To describe a successful mentoring scheme designed for mid-career clinician scientists and to examine factors associated with mentee report of positive career impact.
Mixed methods study including in-depth interviews and cross-sectional data collection via an online survey.
Academy of Medical Sciences mentoring scheme set up in 2002 and evaluated in 2010.
One hundred and forty-seven of 227 mentees took part in the study (response rate of 65%). Ten mentees, three mentors and eight stakeholders/scheme staff were selected to participate in in-depth interviews.
Main outcome measures
Qualitative data: Interviews were transcribed, and free text was analysed to identify themes and subthemes in the narrative. Quantitative data: We examined the associations of reported positive career impact of mentoring by performing simple and multiple logistic regression analysis.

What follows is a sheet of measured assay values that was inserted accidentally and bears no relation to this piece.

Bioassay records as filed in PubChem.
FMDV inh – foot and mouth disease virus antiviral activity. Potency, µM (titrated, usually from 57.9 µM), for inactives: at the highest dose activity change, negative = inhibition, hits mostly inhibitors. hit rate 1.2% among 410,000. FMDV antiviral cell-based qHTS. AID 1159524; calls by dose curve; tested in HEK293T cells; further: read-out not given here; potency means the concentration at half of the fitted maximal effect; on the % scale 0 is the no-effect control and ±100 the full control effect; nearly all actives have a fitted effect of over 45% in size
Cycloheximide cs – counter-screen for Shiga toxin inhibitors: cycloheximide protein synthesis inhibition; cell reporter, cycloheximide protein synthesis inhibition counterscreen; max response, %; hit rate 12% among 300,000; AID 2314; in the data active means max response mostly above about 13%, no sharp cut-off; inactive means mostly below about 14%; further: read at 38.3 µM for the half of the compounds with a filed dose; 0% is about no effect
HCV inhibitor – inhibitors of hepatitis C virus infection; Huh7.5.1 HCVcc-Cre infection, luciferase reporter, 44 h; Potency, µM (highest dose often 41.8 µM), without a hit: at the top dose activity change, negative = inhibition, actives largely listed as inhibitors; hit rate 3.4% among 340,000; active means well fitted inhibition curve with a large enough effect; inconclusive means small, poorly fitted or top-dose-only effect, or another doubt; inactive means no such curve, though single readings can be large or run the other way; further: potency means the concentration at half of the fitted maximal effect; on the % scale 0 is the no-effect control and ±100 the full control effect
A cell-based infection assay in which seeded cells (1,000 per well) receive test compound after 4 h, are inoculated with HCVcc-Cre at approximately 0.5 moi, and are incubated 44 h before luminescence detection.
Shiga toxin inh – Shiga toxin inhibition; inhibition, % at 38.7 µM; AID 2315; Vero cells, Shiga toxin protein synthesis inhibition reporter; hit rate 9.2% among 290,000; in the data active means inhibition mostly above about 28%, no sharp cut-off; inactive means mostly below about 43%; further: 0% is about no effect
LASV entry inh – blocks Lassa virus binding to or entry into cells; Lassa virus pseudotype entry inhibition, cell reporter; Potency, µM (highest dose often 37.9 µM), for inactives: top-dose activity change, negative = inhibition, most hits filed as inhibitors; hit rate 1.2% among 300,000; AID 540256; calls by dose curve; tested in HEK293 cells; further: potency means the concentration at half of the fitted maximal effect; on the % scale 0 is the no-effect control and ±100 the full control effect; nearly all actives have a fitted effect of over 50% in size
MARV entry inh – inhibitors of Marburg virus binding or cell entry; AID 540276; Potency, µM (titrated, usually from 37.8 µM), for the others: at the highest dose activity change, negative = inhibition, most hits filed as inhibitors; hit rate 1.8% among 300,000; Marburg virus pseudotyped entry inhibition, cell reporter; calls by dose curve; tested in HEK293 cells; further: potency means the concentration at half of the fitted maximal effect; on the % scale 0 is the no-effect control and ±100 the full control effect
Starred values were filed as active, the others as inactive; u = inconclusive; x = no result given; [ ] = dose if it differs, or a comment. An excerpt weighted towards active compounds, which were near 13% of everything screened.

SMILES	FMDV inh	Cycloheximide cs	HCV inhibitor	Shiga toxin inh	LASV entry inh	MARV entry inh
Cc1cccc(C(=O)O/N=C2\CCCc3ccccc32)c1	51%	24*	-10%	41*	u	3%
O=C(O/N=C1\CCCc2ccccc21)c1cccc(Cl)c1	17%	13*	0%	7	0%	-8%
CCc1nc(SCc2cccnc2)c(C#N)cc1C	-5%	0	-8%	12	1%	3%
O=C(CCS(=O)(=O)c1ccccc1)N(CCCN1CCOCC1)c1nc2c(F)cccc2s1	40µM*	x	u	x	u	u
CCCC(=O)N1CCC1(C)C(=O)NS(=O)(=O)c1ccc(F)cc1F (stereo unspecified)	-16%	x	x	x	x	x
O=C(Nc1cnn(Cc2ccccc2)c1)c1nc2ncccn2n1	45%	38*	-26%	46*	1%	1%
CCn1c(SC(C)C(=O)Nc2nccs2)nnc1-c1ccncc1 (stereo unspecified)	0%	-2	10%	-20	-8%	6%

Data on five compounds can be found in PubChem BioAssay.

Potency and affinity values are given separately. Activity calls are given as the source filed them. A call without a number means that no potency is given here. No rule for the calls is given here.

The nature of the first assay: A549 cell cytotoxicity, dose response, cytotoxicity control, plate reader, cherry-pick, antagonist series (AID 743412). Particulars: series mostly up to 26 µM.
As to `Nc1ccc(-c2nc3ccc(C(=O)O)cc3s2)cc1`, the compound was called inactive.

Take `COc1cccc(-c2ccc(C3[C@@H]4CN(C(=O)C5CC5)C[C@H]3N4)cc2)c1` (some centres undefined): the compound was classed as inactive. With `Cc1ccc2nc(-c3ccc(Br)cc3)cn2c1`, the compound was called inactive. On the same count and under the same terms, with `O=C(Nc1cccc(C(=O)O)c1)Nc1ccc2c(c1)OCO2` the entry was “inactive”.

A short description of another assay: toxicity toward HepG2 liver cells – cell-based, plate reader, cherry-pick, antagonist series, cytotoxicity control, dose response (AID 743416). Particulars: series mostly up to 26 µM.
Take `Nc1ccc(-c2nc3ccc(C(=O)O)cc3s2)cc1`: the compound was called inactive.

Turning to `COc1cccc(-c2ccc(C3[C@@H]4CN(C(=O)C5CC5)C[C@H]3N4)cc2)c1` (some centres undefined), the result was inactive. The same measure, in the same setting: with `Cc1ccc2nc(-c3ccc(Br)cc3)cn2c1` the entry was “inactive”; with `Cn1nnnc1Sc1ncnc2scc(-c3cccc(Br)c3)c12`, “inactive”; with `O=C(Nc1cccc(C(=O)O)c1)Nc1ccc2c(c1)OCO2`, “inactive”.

Mentoring success was determined by a variety of factors including reasons for selection (e.g. presence of a personal recommendation), mentee characteristics (e.g. younger age), experience and skills of the mentor (e.g. ‘mentor helped me to find my own solutions’) and the quality of the relationship (e.g. ‘my mentor and I set out clear expectations early on’).
Our evaluation demonstrates that both mentor and mentee value mentoring and that careful planning of a scheme including preparation, training and ongoing support of both mentor and mentee addressing expectations, building rapport and logistics are likely to be helpful in ensuring success and benefit from the intervention.